Johnny goes off to live with his grandparents, and he unfortunately displays some of the characteristics of Lewis. He is new to the town and school (a Catholic school), and therefore, he has no friends. Johnny also becomes a target for the local bully, Eddie Tompke. Johnny does make friends with his grandparents friend and across the street neighbor, Professor Roderick Childermass. The professor is a learned man, and he befriends Johnny, playing chess with him and plying him with chocolate cake. The professor also tells the tale of Father Baart, local parson who supposedly was given a magic talisman in the late 1800s. Father Baart was rumored to have done some sort of magic to result in the deaths of two local villagers that he hated. Then Father Baart disappeared, never to be seen again. Every now and again, someone sees Father Baart's ghost, but there's no real clue as to what happened to Father Baart. One day, when Johnny was trying to avoid Eddie, he ran into the church attached to Johnny's school. While inside, Johnny explores the basement and finds a hollowed out book with a blue ushabti, an Egyptian statue included in the tombs of the wealthy. The ushabti would perform work for the deceased in the underworld. A note warning that the figure must not be removed from the church is also included. Johnny, of course, takes the book and the ushabti home, and that's when the adventure starts to begin. Johnny asks the professor if the ushabti is real, and if it might be magical. The professor sees that it is just an old souvenir from Cairo, Illinois. However, one evening while Johnny is hanging out in the church because he felt something pulling him there, Johnny meets Mr. Beard. Mr. Beard gives Johnny a ring to wear and tells Johnny to say a daily prayer over the ushabti. The next thing you know, Johnny is being controlled by the ring and scares off Eddie with a gust of strong wind. When Johnny finally realizes that Mr. Beard is really the evil Father Baart in disguise, and that Johnny's soul is at stake, Johnny feels helpless. The professor tries to help, but Johnny won't say anything until he is taken to a psychiatrist who uses Sodium Pentothal to get the truth from Johnny. There is a terrifying showdown between Johnny, the professor, and Father Baard, and I won't ruin the story by saying how that turns out.

Maybe because I so recently finished The Figure in the Shadows, I recognized all the similarities. Both Lewis and Johnny have problems with bullies. Both wind up wearing something (Lewis wears a necklace, and Johnny wear a ring) that negatively controls their behavior and that fights removal. Both of the evil characters are nebulous, hovering, dark forms. Even with all the similarities, I found myself liking Johnny. Also, the professor is a much more realistic and interesting character than Uncle Jonathan. The Figure in the Shadows came first in 1975, while The Curse of the Blue Figurine was published in 1983. The other books in the Johnny Dixon series sound fun, so I'll continue reading them.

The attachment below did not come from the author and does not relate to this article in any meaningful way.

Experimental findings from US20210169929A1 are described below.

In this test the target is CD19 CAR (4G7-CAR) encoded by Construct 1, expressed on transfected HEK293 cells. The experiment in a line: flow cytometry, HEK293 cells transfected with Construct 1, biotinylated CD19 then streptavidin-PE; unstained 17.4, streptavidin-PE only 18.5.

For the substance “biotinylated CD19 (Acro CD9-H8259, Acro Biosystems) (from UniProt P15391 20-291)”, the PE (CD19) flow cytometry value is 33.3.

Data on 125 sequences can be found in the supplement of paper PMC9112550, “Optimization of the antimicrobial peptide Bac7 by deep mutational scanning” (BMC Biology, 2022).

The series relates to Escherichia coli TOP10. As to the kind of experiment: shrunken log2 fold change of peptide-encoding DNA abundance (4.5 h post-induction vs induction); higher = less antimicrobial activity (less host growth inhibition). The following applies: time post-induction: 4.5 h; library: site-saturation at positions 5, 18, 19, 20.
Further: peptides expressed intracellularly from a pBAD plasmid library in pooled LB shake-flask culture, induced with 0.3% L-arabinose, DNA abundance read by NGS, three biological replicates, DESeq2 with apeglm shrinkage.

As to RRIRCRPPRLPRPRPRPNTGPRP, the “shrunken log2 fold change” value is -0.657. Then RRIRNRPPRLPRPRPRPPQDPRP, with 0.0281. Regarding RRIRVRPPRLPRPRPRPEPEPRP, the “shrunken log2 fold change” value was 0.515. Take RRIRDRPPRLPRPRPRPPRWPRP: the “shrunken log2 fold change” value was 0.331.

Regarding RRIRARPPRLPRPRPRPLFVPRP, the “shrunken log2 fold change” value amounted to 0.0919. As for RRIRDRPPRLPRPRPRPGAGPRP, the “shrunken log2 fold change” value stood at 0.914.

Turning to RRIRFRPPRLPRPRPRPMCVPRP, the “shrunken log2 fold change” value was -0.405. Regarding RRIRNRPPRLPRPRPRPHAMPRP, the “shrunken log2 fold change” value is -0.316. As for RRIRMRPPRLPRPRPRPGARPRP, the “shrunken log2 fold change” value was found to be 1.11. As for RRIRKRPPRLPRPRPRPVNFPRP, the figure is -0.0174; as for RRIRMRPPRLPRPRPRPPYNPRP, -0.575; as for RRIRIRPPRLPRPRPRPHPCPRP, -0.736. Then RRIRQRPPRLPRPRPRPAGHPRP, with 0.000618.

Monday, May 5, 2014 -- Evening

The Letter, the Witch, and the Ring by John Bellairs
cover of The  Letter, the Witch, and the Ring by John Bellairs The Letter, the Witch, and the Ring by John Bellairs is the third book in the Lewis Barnavelt trilogy. At least, the three books were considered a trilogy at first. At any rate, they are the three books in The Best of John Bellairs compilation. Although this is book is part of the Lewis Barnavelt series, the book features Rose Rita and Mrs. Zimmermann. Lewis is off at Boy Scout Camp for the summer. He wants to be able to play more sports with Rose Rita and not be such a loser. Rose Rita, in the meantime, is having teenage woes. Rose Rita is 13, and she's starting to realize that things are going to change in life. At least, her mom is constantly reminding her of it. With the teenage years comes going to dances, dressing up, and being interested in boys. The way Rose Rita's mom talks, Lewis will become Rose Rita's boyfriend. The problem? Rose Rita really doesn't want things to change. She wants everything to stay as it is. She just wants to be friends with Lewis, and she doesn't want to go to dances and be all girly. Well, Mrs. Zimmermann takes pity on Rose Rita, and she invites Rose Rita on a trip to Mrs. Zimmermann's uncle's farm. Mrs. Zimmermann had received a letter from her uncle talking about a magic ring he found, and in the letter, the uncle says that he's probably going to die soon due to an illness he has. Well, the uncle, Oley, has died. Mrs. Zimmermann plans on going to the farm to settle things, then taking a road trip. Mrs. Zimmermann invites Rose Rita to join her. On the way to the farm, Mrs. Zimmermann's car ran out of gas, and she and Rose Rita walk to the grocery store near the farm to get gas. Well, the store is run by a Mrs. Gert Biggers, an ugly, old woman who hates Mrs. Zimmermann because Mrs. Biggers blames Mrs. Zimmermann for stealing Mrs. Biggers' boyfriend when they were young adults.

At the farm, there is no magic ring, but there are signs that the house was broken into and searched. Mrs. Zimmermann and Rose Rita continue on their road trip, but things start going horribly wrong. Mrs. Zimmermann lost her magical wand in The Figure in the Shadows, and now she seems to be a victim of black magic. Mrs. Zimmermann almost dies of mysterious stomach pains, and Rose Rita crashed the car, Bessie, while trying to drive Mrs. Zimmermann to a doctor. Mrs. Zimmermann and Rose Rita return to the farm after Mrs. Zimmermann starts to realize that someone is trying to use black magic against her. Back at the farm, Mrs. Zimmermann mysteriously vanishes, and it's up to Rose Rita to solve the mystery of Mrs. Zimmermann's disappearance. Will Rose Rita save Mrs. Zimmermann?

I could feel a strong connection to Rose Rita. Growing up is a hard thing to do, especially when you realize that the growing up might involve some major changes on your part. It's even harder when those changes are really not wanted, such as Rose Rita wanting to continue to be a tomboy instead of a girly girl. The situation became quite tense, and there were some especially harrowing moments towards the end of the book. Will Rose Rita change, and will she be happy with the change? Who knows? As Mrs. Zimmermann says Rose Rita will just have to wait and see how her life turns out. That's all any of us can do.